lua-users home
lua-l archive

[Date Prev][Date Next][Thread Prev][Thread Next] [Date Index] [Thread Index]

2017-11-22 12:20 GMT+02:00 Xazo -Tak <>:
> Totally wiping out the fenv seems like a bad idea.

So does writing new software in Lua 5.1 when support for it stopped on
17 Feb 2012.
In Lua 5.3 you do all this with _ENV, which is cleaner.

> Plus, it's basically what I tried, except you have a "1" for some reason where I had module.main

That's a rather important difference. 1 means "the function calling
getfenv/setfenv". If this function is in turn called from the main
module, it has the environment of the main module as default, but the
whole purpose of setfenv is to give it its own environment so that
what looks like global variables in fact don't pollute the real global

If you needed the old env and the new env at the same time, you could put

local oldenv = getfenv(1)

before doing setfenv.

If you really wanted to define new global variables, you could do this:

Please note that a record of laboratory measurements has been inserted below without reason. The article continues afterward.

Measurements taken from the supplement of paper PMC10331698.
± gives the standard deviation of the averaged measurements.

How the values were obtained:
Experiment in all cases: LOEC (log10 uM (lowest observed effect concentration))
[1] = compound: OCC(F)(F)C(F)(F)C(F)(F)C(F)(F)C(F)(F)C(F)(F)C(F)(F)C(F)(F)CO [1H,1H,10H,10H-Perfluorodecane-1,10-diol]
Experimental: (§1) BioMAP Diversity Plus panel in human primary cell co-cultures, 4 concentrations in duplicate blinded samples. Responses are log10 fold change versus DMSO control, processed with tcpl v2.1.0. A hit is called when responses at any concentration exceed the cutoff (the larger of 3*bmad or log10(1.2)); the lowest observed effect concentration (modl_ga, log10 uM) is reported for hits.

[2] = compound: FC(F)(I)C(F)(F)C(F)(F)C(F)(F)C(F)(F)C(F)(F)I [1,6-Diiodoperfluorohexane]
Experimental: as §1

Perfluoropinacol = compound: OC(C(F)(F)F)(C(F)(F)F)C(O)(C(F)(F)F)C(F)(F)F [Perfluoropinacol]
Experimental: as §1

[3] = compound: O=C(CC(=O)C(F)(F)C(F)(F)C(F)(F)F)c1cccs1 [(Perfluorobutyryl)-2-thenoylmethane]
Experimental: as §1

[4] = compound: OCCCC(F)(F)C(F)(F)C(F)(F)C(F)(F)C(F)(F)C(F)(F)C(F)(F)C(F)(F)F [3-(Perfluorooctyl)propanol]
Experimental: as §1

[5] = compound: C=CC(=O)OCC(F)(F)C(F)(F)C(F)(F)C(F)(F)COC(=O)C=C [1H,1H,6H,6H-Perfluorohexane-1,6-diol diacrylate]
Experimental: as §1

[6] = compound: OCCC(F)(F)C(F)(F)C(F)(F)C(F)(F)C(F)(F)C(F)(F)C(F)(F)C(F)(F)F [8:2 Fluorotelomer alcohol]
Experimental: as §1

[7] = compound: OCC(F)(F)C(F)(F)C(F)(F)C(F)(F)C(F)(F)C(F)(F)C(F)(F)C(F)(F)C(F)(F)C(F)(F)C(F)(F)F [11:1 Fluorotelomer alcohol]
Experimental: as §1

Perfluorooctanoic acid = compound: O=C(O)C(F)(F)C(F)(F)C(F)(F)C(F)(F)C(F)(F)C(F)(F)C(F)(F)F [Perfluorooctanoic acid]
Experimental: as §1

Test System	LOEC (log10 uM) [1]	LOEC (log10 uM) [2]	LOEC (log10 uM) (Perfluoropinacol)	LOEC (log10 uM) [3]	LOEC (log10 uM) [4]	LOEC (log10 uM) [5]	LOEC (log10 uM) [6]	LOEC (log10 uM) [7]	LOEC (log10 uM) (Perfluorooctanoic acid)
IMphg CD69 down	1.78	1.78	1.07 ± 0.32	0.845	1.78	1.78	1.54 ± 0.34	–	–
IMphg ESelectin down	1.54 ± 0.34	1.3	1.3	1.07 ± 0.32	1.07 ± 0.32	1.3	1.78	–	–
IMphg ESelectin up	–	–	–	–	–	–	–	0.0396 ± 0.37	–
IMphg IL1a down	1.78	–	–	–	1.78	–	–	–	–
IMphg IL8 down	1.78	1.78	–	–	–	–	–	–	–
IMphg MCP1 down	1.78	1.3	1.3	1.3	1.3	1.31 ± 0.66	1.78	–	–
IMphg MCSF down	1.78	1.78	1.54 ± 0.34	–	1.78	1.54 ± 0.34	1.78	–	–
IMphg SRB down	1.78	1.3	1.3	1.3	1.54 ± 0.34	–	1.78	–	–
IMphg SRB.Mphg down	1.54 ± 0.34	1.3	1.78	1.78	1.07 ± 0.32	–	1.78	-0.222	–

> function f(arg)
local _G = getfenv(0)
for k,v in pairs(arg) do _G[k]=v end
> f{x=24,y=25,z=26}
> print(x,y,z)
24    25    26

> On 22 November 2017 at 22:10, Dirk Laurie <> wrote:
>> function f(arg)
>> local print=print -- before it becomes invisible
>> setfenv(1,arg)
>> print(x,y,z)
>> end
>> > f{x=24,y=25,z=26}
>> 24    25    26
>> 2017-11-22 7:59 GMT+02:00 Xazo -Tak <>:
>>> A function in my program takes an associative array as an argument then unpacks the array, converting key-value pairs into variables named after the keys they have the values of.
>>> Except that I cannot figure out how to unpack an associative array like that.
>>> I hear that it can be done with fenv functions, but I can't figure out how.
>>> I tried putting this into the function module.main, but it failed to assign a value to an already-existent nil variable:
>>> local fenv = getfenv(module.main)
>>> for key, value in pairs(arguments) do
>>>    fenv[key] = value
>>> end
>>> setfenv(module.main, fenv)